Facilitator: There are 12 pairs of cranial nerves. They affect our ability to smell, see, move our eyes, tongue, shoulder and head, cry, chew, swallow and balance. Injuries to these nerves can be devastating. Only the peripheral nerves outside the brain and spine can regenerate and are amenable to surgical repair. In crush injuries, individual fibers within a peripheral nerve may be severed while the trunk remains intact. New fibers may regenerate along the channels left by the degenerated fibers if the ends of the fibers are aligned.

Depending on prognosis, crush injuries can lead to permanent loss of muscle strength and sensation. When nerves are completely severed, the fibers try to regenerate, but cannot without directing channels. The fibers may bunch up and form a lump of tissue so that no recovery takes place. Cut nerves require surgical repair and recovery is rarely complete.

Dr. Pierson: Can you tell me what’s troubling you?

Male 2: Well Doctor, I had a… I had an accident at work. And my left leg was in a cast for about six weeks. It’s been off for two months. And when I walk, I drag my left foot. I can’t… I can’t lift it, move it like the other, like the right. And I have numbness too.

Dr. Pierson: Where is the numbness in the leg?

Male 2: In the left foot.

Dr. Pierson: Okay. What this history suggests to me is that this patient may have suffered some type of compression neuropathy to the peroneal nerve, which would be just under where the cast is placed. This may manifest with weakness and atrophy in the foot as well as along the muscles of the calf. And additionally the patient will complain of loss of sensation in the skin that’s supplied by the peroneal nerve.

Test that might support this diagnosis would include EMG, which would show us slowing of nerve conduction as impulses are transmitted down the nerve. And they also show us abnormal innervation potentials in the muscles supplied by the peroneal nerve. MRI is a useful test in some compression injuries of nerves but not in this particular case.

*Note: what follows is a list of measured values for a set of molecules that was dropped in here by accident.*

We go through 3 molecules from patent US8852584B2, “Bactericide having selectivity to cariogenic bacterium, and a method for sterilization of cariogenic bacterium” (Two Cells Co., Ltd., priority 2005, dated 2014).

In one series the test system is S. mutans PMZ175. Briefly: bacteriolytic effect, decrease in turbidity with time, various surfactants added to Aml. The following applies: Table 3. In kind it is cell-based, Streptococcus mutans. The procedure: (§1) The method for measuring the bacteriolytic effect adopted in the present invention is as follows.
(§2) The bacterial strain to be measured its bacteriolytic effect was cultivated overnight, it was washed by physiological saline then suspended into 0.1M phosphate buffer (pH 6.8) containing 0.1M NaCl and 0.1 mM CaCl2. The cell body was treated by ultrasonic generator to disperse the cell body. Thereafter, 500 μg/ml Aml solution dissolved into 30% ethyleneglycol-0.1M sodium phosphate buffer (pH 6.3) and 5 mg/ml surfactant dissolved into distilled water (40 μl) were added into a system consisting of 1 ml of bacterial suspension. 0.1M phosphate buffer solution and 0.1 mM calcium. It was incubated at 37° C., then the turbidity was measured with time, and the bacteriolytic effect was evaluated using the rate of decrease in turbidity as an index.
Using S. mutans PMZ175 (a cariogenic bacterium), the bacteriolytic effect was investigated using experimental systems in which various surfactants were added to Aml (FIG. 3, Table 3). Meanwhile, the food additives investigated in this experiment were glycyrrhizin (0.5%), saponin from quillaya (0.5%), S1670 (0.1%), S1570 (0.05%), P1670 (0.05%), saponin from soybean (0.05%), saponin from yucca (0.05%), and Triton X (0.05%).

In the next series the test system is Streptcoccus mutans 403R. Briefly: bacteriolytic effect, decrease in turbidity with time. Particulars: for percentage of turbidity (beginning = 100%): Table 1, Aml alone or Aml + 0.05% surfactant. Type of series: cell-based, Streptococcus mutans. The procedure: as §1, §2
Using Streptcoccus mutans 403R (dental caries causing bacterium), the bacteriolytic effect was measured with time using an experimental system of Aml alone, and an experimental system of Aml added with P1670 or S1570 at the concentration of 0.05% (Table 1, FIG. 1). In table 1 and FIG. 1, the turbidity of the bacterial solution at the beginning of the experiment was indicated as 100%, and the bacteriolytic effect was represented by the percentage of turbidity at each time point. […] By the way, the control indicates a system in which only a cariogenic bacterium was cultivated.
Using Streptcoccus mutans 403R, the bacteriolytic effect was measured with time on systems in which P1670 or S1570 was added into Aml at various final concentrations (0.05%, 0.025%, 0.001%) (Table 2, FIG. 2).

Facilitator: I type a lot at the computer and I fill out a lot of forms. At first, I noticed I was waking up at night and my hand was numb, but I thought it was just because I was sleeping on it. But, then I started to get electric shocks at my wrist that run down my arm and I thought something is really wrong.

Dr. Stern: That sounds like it might be carpal tunnel syndrome, which is the pinching of your nerve here at the wrist. I’d like to do a test called the Phalen’s test, which will help us determine if you have this condition. If you could just bend your wrist down like this for me and hold it for about 60 seconds and just tell me what’s happening in your hand.

Female: My fingers are getting numb.

Dr. Stern: Which fingers are you feeling the numbness in?

Female: The first three.

Dr. Stern: That would be a positive Phalen sign. That’s caused by the median nerve which travels through the wrist here getting pinched as we bend your wrist down. The median nerve can be trapped in other locations in the arm and even in the neck. So we want to confirm that diagnosis with another test called the Tinel’s sign. To do this, I would tap your wrist here and you would tell me if you feel anything different or unusual.

Female: Ho.

Dr. Stern: That would again be a positive sign of carpal tunnel syndrome as we’re tapping on the irritated nerve. In general, carpal tunnel syndrome is repetitive use injury which can be caused by repetitive motion, vibration or repetitive flexion and extension. In cases where the history or physical examination is a little bit atypical for carpal tunnel syndrome, the diagnosis can often be aided by EMGs or nerve conduction studies. These tests can help localize the area of the median nerve entrapment as well as giving you some indication as to the severity of the injury.

Carpal tunnel syndrome is often caused by repetitive use, vibration particularly due to use of machinery. Can also be caused by fractures, scarring from burns and it’s fairly common in pregnancy. To fully diagnose carpal tunnel syndrome, the physician must be careful to take a detailed medical and occupational history as well as doing a physical examination and occasionally diagnostic testing.

Facilitator: Some lawyers, insurers and jurors think of whiplash injuries as minor and are suspicious when accident victims describe the severity of their condition. This suspicion may be misplaced. Whiplash, the hyperextension, hyperflection of the neck typically occurs when you are struck from the back or side during a car accident. Many of these accidents have legitimate, long lasting effects. A patient may be released from an emergency room, but over the next few days develop increase pain in their neck and shoulders and return to the doctor.